Trial begins for man accused of trying to kill witness twice
Published: January 11, 2013
Font size: [A] [A] [A]
ST. THOMAS - Prosecutors on Thursday morning began laying out their case against an 18-year-old St. Thomas man who they say tried to kill a key witness in a murder investigation.
In a brief opening statement, Assistant Attorney General Quincy McRae told the jury that the government intends to prove C'Quan Celestine twice tried to kill Emile Kitnurse, the sole witness to the 2005 stabbing death of Euclid Smith Jr.
McRae said Kitnurse would testify that Celestine first attacked him on Sept. 11, 2011.
On that evening, according to an affidavit written by the case agent, V.I. Police Detective Jose Allen, Kitnurse had left his aunt's Anna's Retreat home when a white, four-door vehicle drove up on the opposite side of the road. Celestine, the front-seat passenger, pointed a gun at Kitnurse and fired four shots at him, according to the affidavit.
McRae said Kitnurse called 911 and waited for police to arrive on the scene. Kitnurse told police at the time he had known Celestine, who lived with his grandmother and "two uncles with dreadlocks," for several years, according to Allen's affidavit.
Less than three weeks later, on Sept. 28, 2011, Kitnurse was walking outside Anna's Market and Celestine approached him again, according to Allen's affidavit.
McRae told the jury Kitnurse would testify that Celestine, during this altercation, pointed a gun at him and attempted to shoot him, but the gun jammed.
The incident occurred five days after police arrested Carlton Creque Jr. in connection with the death of Smith, who was Kitnurse's nephew, according to Allen's affidavit. Kitnurse also told police that Creque and Celestine were friends, Allen wrote.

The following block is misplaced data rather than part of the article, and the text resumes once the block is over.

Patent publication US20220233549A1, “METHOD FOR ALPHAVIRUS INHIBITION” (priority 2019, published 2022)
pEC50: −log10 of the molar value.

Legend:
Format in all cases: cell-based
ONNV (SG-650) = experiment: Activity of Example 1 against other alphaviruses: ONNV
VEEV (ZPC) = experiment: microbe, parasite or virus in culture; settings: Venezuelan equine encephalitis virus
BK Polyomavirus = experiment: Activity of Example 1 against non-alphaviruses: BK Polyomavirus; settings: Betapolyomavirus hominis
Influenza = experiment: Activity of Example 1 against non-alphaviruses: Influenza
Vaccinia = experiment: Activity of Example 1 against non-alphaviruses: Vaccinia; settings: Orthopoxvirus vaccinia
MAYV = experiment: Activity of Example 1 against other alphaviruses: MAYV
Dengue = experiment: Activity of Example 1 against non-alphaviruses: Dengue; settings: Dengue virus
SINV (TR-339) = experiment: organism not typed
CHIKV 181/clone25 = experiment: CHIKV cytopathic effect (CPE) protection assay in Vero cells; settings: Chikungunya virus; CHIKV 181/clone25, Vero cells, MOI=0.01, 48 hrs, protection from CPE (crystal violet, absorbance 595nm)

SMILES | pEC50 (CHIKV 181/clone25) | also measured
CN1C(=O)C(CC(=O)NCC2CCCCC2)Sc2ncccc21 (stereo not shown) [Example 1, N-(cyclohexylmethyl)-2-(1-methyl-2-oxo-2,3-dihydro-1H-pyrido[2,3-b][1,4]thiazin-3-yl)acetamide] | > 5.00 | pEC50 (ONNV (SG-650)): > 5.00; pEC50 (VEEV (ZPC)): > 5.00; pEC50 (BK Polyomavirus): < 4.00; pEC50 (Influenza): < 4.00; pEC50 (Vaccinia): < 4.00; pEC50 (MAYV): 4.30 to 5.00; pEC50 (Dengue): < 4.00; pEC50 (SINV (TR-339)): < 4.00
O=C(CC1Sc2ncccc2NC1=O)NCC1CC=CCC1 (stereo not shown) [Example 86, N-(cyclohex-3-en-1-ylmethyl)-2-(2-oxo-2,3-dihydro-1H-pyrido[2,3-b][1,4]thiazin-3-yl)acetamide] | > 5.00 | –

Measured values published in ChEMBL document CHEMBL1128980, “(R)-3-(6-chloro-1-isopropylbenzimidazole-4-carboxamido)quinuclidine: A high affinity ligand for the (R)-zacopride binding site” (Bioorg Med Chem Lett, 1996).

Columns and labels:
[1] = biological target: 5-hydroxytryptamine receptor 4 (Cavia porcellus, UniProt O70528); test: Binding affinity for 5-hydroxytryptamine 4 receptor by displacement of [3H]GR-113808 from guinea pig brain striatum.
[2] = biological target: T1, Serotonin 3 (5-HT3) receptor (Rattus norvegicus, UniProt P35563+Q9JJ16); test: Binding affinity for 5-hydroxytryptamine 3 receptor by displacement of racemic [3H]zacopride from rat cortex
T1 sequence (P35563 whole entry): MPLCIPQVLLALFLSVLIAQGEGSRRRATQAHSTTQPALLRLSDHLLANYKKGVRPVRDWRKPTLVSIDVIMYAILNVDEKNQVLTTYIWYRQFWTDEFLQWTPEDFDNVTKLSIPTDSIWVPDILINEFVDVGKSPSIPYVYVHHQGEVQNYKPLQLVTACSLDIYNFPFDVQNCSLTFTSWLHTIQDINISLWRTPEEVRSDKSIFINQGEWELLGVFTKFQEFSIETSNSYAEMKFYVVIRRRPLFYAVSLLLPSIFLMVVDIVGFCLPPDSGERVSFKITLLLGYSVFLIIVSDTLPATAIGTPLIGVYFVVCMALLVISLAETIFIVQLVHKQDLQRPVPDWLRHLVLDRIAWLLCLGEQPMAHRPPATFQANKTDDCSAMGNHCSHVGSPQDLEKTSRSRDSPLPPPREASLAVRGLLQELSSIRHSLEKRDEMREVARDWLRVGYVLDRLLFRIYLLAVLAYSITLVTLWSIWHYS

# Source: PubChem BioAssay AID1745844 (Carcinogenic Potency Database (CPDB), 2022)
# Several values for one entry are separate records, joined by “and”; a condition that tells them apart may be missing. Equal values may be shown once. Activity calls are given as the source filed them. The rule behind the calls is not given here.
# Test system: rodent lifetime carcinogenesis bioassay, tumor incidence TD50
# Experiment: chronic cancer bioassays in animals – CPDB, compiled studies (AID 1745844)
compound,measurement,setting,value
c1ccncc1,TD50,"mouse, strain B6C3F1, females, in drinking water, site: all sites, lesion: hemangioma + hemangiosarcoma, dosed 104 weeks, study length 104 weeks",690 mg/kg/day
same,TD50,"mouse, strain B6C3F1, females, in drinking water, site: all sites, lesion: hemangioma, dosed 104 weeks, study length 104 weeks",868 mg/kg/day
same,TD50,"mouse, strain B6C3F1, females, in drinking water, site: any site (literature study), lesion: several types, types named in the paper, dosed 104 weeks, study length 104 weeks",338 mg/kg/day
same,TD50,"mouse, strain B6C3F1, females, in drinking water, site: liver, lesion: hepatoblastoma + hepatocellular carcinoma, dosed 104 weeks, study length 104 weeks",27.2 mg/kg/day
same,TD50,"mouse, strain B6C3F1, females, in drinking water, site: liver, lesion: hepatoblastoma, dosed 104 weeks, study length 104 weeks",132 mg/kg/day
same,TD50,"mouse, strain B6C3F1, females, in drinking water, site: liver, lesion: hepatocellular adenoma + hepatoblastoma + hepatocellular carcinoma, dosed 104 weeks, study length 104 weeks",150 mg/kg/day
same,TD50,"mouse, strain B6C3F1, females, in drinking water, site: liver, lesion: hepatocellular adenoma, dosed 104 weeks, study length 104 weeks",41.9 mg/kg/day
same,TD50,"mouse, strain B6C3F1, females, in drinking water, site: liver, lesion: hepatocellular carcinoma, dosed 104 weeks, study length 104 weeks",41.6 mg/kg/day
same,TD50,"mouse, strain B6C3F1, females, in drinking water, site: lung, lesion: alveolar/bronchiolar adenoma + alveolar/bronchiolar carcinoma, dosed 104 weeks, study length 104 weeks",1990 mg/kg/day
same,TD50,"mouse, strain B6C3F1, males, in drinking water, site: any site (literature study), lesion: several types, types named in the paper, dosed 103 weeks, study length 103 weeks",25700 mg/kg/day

However, prosecutors are limited in the amount of information they can introduce from other criminal cases; in this instance, McRae identified Creque only as a suspect in a matter involving Kitnurse's nephew.
Creque initially was charged with first-degree murder and other crimes in connection with Smith's death, but the government dismissed the case without prejudice in July because of a lack of evidence.
When McRae finished, Celestine's defense attorney, Michael Quinn, asked for a sidebar conference, and Judge Michael Dunston temporarily dismissed the jury. By the time they returned and Quinn stood at the podium ready to deliver his opening remarks, about half an hour had passed since McRae's brief opening statement.
Quinn swiftly began casting doubt about the reliability of eyewitnesses and said the government's case against Celestine would be almost entirely based on the testimony of Kitnurse.
"You have to listen to every word he says," Quinn said.
For instance, Quinn drew a distinction between Kitnurse saying he definitely saw Celestine with a gun and Kitnurse saying he thought he saw Celestine with a gun. Quinn also highlighted the fact that police never recovered any bullets from either incident and that Kitnurse was not injured.
"You'll hear about shots, but you won't hear about wounds," Quinn said.
Quinn compared the reasonable doubt standard that protects his client to the walls of Fort Christian.
"To prove someone guilty, the government has to get up and over those high walls," Quinn said. "Unless the government does that, the walls protect not just my client but each and every one of you. And at the end of the day the government will not have even gotten close to the top of one of those walls."
Celestine was arrested in August 2012 and charged with two counts each of attempted first-degree murder and third-degree assault, and single counts of first-degree assault, retaliation against or threatening a witness, reckless endangerment and possession of an unlicensed firearm during the commission of a violent crime.
The trial is scheduled to continue today.
- Contact Lou Mattei at 714-9124 or email firstname.lastname@example.org.